In Reversal, EPA Confirms That Fracking Pollutes Drinking Water

The Environmental Protection Agency has just confirmed what communities near many oil and gas production fields have known for years: fracking – the injection of a chemical slurry into drilling sites to free up underground deposits – can pollute drinking water.

The EPA’s report concludes that underground sources of drinking water in the U.S. have been contaminated by hydraulic fracking – something an EWG investigation found the agency has known since at least 1987. The final version of the five-year study, based on a review of more than 1,200 existing studies, reverses an earlier draft influenced by lobbying from the oil industry, which concluded there were no significant impacts.

The report found that drinking water can be contaminated by spills of chemical-laced fracking fluid or wastewater, improper disposal of wastewater, and leakage from faulty well casings. It also said water supplies were threatened by the use of huge volumes of water to frack in drought-stricken areas. Even so, the report falls short of characterizing the full extent of local and national impacts because of a lack of data.

Last year it was widely reported that the EPA altered the executive summary draft report just before its release to downplay potential risks and to claim that there was no evidence of “widespread systemic impacts” of fracking on drinking water. A review by a panel of independent scientists concluded that the summary was misleading and inconsistent with the data detailed in the study.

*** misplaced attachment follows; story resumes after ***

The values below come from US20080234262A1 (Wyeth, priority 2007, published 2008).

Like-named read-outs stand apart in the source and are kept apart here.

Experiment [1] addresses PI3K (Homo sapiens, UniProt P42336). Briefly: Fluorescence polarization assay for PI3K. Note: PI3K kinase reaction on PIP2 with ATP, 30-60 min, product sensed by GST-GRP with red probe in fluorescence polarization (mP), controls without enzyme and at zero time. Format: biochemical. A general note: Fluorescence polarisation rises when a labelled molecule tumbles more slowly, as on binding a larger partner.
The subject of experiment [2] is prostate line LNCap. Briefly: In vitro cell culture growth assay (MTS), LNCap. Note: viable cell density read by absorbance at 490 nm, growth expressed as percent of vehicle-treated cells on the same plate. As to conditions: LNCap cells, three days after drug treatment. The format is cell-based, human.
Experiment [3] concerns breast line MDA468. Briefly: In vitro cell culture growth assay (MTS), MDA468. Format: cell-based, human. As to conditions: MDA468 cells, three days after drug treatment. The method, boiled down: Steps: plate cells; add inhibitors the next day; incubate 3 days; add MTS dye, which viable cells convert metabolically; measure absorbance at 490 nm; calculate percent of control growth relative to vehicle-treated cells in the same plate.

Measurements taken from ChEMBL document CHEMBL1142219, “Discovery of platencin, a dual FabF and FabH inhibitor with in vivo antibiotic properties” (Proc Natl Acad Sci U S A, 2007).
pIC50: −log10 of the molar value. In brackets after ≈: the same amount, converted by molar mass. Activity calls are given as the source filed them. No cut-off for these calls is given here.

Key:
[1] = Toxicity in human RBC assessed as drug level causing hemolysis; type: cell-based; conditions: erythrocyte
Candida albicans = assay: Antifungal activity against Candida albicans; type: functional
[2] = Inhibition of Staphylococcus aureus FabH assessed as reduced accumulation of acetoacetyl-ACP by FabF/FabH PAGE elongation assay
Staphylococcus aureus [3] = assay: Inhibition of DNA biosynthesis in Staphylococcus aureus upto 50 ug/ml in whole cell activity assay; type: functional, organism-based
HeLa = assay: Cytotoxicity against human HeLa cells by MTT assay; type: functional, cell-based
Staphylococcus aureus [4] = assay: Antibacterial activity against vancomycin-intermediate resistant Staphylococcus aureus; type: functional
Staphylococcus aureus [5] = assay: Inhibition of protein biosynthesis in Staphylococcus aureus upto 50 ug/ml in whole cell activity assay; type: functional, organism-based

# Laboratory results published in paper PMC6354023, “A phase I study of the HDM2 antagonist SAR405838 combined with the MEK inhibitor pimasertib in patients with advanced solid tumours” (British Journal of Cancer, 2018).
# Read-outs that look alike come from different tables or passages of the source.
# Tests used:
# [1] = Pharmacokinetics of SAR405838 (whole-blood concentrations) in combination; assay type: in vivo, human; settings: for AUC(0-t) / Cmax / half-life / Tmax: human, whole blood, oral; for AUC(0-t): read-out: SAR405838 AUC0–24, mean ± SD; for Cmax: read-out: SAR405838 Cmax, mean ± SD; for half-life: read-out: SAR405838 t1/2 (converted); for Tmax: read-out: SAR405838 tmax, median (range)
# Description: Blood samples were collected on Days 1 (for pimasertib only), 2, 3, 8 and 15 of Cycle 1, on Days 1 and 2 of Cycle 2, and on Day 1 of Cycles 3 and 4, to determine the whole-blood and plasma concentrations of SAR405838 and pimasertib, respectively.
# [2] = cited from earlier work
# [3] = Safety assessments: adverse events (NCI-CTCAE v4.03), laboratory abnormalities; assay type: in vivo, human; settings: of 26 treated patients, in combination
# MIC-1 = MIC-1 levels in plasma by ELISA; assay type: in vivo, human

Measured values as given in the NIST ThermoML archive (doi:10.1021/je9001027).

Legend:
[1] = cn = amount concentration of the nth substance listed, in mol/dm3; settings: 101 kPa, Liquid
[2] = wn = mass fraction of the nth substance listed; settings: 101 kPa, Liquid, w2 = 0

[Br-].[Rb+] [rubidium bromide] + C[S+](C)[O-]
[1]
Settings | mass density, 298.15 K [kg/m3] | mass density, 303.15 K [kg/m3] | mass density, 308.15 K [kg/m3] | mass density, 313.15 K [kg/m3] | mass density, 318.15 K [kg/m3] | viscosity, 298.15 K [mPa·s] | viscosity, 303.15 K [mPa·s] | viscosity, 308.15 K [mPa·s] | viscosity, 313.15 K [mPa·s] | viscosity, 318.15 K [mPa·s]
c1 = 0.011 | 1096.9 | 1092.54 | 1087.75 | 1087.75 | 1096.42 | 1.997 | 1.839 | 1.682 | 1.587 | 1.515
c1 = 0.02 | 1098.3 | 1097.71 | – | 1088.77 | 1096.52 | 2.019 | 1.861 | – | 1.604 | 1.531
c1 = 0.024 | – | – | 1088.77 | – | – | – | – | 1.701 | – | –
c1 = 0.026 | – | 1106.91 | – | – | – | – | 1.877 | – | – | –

Science prevailed in the final report, as the definitive conclusions matched evidence of water pollution for which the oil industry has repeatedly denied responsibility, in states such as Pennsylvania, Wyoming, Texas and Colorado.

“The value of high quality science has never been more important in helping to guide decisions around our nation’s fragile water resources,” Dr. Thomas Burke, an EPA science adviser and deputy administrator, said in a news release.

However, mitigating all the environmental and health impacts of fracking remains a challenge.  A new report by Concerned Health Professionals of New York and Physicians for Social Responsibility argues that a growing body of evidence shows state and federal fracking regulations are “simply not capable of preventing harm.”

The EPA should be commended for producing a rigorous and forthright report. But it’s uncertain how incoming EPA officials will enforce the law and support science, given what President-elect Donald Trump’s transition team members and cabinet nominees have said about expanding energy production, including fracking, and rolling back America’s environmental laws. Trump has repeatedly said that he wants “crystal clear” water for Americans, but so far he is setting up the proverbial fox to guard the henhouse.

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